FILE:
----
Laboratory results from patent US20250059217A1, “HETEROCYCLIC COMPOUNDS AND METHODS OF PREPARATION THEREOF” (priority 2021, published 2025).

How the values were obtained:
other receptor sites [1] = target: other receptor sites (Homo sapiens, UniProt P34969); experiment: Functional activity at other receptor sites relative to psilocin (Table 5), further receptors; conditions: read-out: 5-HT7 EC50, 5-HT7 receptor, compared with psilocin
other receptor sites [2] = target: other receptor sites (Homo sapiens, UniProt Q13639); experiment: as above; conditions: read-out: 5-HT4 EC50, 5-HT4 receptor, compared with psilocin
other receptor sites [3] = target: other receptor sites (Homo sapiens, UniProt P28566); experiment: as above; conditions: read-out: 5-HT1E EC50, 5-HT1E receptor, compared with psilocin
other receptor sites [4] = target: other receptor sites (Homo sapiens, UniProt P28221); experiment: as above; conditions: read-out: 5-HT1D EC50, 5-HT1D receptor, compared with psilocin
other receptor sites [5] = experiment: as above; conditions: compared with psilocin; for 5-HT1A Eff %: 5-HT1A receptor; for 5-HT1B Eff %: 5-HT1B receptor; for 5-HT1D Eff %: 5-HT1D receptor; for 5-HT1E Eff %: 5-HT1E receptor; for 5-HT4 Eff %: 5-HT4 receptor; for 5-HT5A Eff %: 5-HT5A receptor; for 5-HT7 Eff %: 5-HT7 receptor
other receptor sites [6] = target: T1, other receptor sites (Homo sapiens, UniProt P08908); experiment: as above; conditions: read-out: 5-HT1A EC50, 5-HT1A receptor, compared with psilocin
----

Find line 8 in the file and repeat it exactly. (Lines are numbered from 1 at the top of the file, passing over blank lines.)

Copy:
other receptor sites [6] = target: T1, other receptor sites (Homo sapiens, UniProt P08908); experiment: as above; conditions: read-out: 5-HT1A EC50, 5-HT1A receptor, compared with psilocin